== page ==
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Prayer

Judith: Apocrypha

The Book of Judith (second or early first century b.c.e.) is an imaginative, highly fictionalized, romance that entertains as it edifies. From a literary perspective, the book is an artistic masterpiece, constructed in two parts (1:1–7:32, 8:1–16:25), with each internally ordered by a threefold chiastic pattern. Numerous correspondences between the two halves of the story provide elegant compositional symmetries. The Book of Judith is a story of balance and counter-balance that makes the point that God’s people have all they need to survive if they rely wholeheartedly on the covenant.

Hannah: Midrash and Aggadah

Hannah is depicted by the Rabbis as a righteous woman who was devout in her observance of the commandments, especially those of pilgrimage to the Tabernacle, [jwa_encyclopedia_glossary:373]niddah[/jwa_encyclopedia_glossary] (the laws governing family purity), the taking of [jwa_encyclopedia_glossary:319]hallah[/jwa_encyclopedia_glossary] from dough, and the kindling of the Sabbath lights.

Hannah: Bible

The narrative in 1 Samuel 1–2, in which Hannah is protagonist, is set in the late premonarchic period (eleventh century b.c.e.). It opens obliquely with the introduction of her husband, Elkanah, who is identified by name, location, and extensive genealogy. Elkanah’s two wives conclude the exposition, and they are presented without genealogy. The significance of the women lies in their relationship to Elkanah and in their childbearing capacity: “The name of one was Hannah, and the name of the other Peninnah. Peninnah had children, but Hannah had no children” (1:2).

Esther: Apocrypha

The Greek version of the Hebrew Bible Book of Esther is designated Additions to Esther and pre-serves many details of the Hebrew account. Its portrayal of Esther herself, however, is appreciably different, primarily because of Additions C and D (Add Esth 13:8–14:19; 15:1–16). The Additions to Esther consist of six extended passages (107 verses) that have no counterpart in the Hebrew version. They are numbered as chaps 11–16, designated A–F, and added to the Hebrew text at various places. Another important “addition” to Greek Esther is the mention of God’s name over fifty times. This has the effect of making the story explicitly religious, in sharp contrast to the Hebrew text, which does not mention God at all. The Additions, which probably were not composed at the same time by the same person, can be dated to the second or first centuries b.c.e. because of their literary style, theology, and anti-gentile spirit.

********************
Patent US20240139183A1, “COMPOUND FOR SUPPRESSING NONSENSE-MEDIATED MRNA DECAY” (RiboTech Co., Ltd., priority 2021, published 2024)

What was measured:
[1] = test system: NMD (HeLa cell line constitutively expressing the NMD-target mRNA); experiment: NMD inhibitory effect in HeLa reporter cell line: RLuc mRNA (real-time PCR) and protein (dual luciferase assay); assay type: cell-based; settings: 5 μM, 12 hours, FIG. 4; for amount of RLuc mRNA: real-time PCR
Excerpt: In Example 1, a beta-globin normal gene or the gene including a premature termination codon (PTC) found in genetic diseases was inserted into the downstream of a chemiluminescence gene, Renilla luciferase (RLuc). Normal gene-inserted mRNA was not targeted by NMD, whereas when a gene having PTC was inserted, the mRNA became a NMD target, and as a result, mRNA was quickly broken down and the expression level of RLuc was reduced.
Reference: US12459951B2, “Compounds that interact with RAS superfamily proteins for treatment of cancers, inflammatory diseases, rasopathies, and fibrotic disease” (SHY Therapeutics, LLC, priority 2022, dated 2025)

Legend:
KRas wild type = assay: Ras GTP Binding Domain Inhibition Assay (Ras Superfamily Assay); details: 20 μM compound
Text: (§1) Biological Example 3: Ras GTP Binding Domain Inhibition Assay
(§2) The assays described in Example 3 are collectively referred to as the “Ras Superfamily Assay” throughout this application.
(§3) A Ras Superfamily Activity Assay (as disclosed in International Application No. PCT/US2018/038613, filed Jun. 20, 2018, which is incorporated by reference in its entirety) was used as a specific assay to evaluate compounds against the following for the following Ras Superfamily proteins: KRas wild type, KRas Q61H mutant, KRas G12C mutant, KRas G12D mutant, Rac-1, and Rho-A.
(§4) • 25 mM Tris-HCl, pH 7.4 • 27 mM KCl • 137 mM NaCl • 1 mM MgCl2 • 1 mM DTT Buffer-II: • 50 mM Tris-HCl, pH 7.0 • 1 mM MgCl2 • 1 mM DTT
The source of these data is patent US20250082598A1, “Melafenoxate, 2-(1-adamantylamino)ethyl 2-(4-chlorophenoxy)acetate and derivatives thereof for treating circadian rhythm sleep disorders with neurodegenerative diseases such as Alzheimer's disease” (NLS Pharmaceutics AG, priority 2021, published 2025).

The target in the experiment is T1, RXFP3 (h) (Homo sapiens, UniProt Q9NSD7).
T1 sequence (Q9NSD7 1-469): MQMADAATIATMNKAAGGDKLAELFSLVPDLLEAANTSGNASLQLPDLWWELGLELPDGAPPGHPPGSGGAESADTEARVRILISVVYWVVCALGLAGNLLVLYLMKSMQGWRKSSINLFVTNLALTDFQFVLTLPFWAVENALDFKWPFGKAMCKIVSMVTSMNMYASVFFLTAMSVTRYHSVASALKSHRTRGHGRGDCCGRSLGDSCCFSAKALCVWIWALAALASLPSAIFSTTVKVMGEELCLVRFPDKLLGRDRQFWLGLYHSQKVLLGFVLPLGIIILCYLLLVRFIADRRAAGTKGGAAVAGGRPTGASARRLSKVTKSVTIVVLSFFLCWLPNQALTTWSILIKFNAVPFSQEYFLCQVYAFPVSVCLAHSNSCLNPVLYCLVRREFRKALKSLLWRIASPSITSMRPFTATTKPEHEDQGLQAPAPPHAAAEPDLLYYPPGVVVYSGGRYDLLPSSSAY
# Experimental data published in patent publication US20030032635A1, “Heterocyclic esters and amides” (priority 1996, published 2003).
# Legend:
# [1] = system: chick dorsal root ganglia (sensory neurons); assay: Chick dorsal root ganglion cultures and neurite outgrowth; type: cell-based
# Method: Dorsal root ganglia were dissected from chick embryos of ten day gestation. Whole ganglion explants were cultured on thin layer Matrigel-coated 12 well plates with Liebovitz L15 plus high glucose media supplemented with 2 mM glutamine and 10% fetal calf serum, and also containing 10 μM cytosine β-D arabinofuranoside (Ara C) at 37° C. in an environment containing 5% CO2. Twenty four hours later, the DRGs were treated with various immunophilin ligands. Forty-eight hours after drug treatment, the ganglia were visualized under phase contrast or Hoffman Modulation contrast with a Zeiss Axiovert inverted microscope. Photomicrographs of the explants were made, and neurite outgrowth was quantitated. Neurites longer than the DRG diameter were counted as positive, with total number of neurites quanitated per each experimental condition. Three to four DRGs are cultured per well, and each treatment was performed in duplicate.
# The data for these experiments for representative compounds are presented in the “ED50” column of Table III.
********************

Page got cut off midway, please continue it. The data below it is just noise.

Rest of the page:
Women's History Month Podcast Feature #2

Out from the balcony and onto the bimah! Introducing JWA's second Women's History Month podcast feature, Jewish Women and Religious Innovation. Learn how Hadassah Blocker, Sally Priesand, and Marcia Falk created religious experience on their own terms, expanding opportunities for women's religious participation in their own communities and for American Jews at large.

Rabbi Ovadiah Yosef

Of his numerous works the major one is [jwa_encyclopedia_glossary:386]Responsa[/jwa_encyclopedia_glossary]: Yabbia Omer (YO), the ten volumes of which contain his responsa on many subjects of Jewish law.

Women's Tefillah Movement

Orthodox women’s [jwa_encyclopedia_glossary:419]tefillah[/jwa_encyclopedia_glossary] (prayer) groups consist of women who wish to maximize women’s participation in communal prayer while remaining within the [jwa_encyclopedia_glossary:317]halakhic[/jwa_encyclopedia_glossary] parameters of the Orthodox community, and so meet regularly to conduct prayer services for women only.

Women of the Wall

Women of the Wall (WOW), a group of women who have asserted women’s right to pray at the Western Wall in Jerusalem, have struggled against personal violence and public opprobrium since 1988.

Seder Mitzvot Nashim

The title Seder Mitzvot Nashim (the order of women’s precepts) refers to the genre of literature in Ashkenazic and Italian communities, written in the vernacular. Such compositions explained the specifics of how women should observe the commandments that were particularly associated with them.

Rashi

Rashi (Rabbi Solomon ben Isaac, 1040–1105) is considered the greatest Jewish scholar of medieval times in Ashkenaz (Germany, France and England). It is doubtful whether we can find another Jewish scholar active at the time who was willing to make changes for the benefit of women’s rights even where halakhic and aggadic sources were not kindly disposed towards them. True, he sometimes accepted prejudicial opinions about women in the sources, but his relatively tolerant and considerate attitude towards women is worthy of note.

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How to cite this page

Jewish Women's Archive. "Prayer." (Viewed on December 16, 2017) <https://jwa.org/topics/prayer>.

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